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The Rare Benefits of a Higher Taxable Income


"Death and Taxes", am I right? The only two certainties in life, according to the common idiom. And there's some truth to that.

However, unlike the author of that quote, the self-employed of today may need to look at some potential pros of a system intended, but only sometimes utilized appropriately, to serve them.

While it is in my very nature, as a fellow taxpayer and, more importantly, a Financial Manager, to ensure you receive the most significant ROI from your hard labour and clever ingenuity, I'd like to take a moment to examine a common misstep among the novice self-employed attempting to strategize on their taxes. This is a common mistake that affects Tipped Workers as well.


So, allow me to do something different and dive deeper into the often-overlooked and arguably rare advantages and benefits to you of having a higher taxable income.



Let's begin with the most apparent pain point.

Now, as a person with striking good looks and incredible intelligence, you already know the more money you make, the more money you have to tell the government you make.


This year, the bottom tax bracket ends at just above $50,000. If you make $50k in taxable income, you will pay just under $10,500 in tax (about $870/month).

  • $4508 in Federal Tax

  • $2357 in Provincial Tax

  • $3582 in CPP/EI Premiums

Your average tax rate is 20.89%, and your marginal tax rate is 24.15%.

If you make $250,000, you'll owe over $96,000 in tax (just over $8000/month). That's an average tax rate of 38.53% and a truly painful marginal tax rate of 53.53%.

So then, what benefits and advantages could be had with a higher taxable income?



1) Eligibility for Debt – Your Opportunities Fund

The first thing rich people will tell you is that access to debt is really important. Cheap debt isn't just an emergency fund (though, ideally, you have cash on hand for emergencies! 3-6 months of expenses in a liquid account). But think of this also as an opportunities fund.


In the 80s, my folks were approached by their co-workers about investing in a trivia game. I'm not sure how much money they were asked for, but they were caring for a young lad (me), so they politely declined. The actors in this group will know that this game turned out to be Trivial Pursuit, and they missed out on a substantial return on investment.


The lesson here isn't to invest in every wild idea your friends have, but instead, that opportunity doesn't wait until it's convenient for you. If you come across a rental property, if you get the chance to invest in a business, having access to cheap debt can make those opportunities a reality.


2) ... and If You Want a House…

The dream of home ownership today is aggressively being presented as more and more fleeting for those born after 1990. Some would argue 1980.

Similarly, however, the dream of being self-employed has never been more sought after and achievable than it has been for the under-40 age demographic. Yet, the self-employed folks out there tend to be overly aggressive with their deductions. A strategy that can be counterproductive.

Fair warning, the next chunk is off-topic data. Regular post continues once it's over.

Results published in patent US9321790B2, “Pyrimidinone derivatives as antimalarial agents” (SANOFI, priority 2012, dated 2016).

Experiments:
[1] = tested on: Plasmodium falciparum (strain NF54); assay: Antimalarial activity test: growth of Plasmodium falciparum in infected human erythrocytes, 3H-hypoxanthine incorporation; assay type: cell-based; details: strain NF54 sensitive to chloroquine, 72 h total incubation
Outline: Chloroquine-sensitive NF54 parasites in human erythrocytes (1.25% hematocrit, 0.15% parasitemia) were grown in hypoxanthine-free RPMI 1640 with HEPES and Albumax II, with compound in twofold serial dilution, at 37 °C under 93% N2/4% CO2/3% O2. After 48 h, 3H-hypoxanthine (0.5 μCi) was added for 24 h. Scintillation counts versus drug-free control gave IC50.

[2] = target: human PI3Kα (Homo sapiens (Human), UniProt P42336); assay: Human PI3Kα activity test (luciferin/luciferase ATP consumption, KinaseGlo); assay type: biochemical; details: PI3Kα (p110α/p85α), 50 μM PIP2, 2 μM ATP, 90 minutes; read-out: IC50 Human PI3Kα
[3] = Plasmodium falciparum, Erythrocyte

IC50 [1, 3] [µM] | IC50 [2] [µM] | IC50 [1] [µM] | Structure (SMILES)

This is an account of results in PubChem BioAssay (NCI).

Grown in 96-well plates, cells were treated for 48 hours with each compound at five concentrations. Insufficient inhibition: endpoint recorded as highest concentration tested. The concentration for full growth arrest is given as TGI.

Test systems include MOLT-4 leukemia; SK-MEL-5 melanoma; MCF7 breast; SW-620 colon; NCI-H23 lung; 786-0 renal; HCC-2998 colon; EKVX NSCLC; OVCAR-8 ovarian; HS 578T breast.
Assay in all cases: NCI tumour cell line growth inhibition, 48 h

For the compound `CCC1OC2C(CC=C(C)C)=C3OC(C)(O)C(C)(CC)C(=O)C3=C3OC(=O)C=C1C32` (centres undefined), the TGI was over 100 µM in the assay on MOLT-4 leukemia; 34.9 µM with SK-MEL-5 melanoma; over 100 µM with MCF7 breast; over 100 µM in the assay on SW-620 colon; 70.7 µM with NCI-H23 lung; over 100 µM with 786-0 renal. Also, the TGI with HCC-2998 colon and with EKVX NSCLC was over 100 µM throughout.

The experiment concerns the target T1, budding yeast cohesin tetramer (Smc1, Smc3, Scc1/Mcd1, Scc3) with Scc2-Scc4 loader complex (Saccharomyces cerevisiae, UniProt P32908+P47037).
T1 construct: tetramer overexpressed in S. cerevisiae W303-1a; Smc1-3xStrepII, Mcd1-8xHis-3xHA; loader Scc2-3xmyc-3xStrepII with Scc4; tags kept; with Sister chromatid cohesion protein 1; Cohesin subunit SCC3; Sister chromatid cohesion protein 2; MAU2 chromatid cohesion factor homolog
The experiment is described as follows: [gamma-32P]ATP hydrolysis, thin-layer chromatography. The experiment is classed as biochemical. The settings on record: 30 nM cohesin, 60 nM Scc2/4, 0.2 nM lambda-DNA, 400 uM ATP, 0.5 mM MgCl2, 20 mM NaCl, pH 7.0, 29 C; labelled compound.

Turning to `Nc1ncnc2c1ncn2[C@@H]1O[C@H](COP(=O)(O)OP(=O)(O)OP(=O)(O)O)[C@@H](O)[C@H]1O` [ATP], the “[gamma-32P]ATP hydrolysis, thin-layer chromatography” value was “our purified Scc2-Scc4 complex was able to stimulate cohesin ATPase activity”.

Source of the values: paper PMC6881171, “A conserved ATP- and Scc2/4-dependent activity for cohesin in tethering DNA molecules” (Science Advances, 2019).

If you're trying to get pre-approval for a mortgage and proudly show your lender your five consecutive years of taxable income under $12,000, they will politely thank you for your time and show you the door.


I want to drive it home. Access to debt is essential, even if you don't need it right now.


3) Eligibility for some government programs

Most government programs tend to advantage lower taxable incomes (again, more on strategies to lower your taxable income later). But we must discuss some government programs that incentivize higher taxable income.

  • CPP (Canada Pension Plan)

CPP is a contributory pension available for Canadians who have spent most of their life here. So, the more years you have a higher taxable income, the fatter your pension when you retire.

  • RRSP Room

You get room based on your income. 18% of your taxable income, to a maximum of just under $30,000/year. If your income is higher, you can consistently generate a lot of RRSP room.



Is that it?

Honestly, yeah. That's primarily it. I’m not going to lie, noone comes to me wishing they paid more tax. But sometimes it can be beneficial. If you're self-employed, making $50k/year, and deducting your income down to 10-20k, it will be extremely challenging for you to get a mortgage.

If you're a server, declaring only some of your tips might leave you with more cash, but you'll have difficulty qualifying for debt.


A higher taxable income is linked to having more money. But there is also the beneficial RRSP room, the Government Pension in Retirement doesn't hurt, and paying hundreds of thousands in tax might give you a warm and cuddly feeling when you look at the schools and hospitals your money helped build.


With that said, let this be the only time I ever write about the advantages of a higher taxable income.

My job is to put more money back into your pocket, not the government’s.

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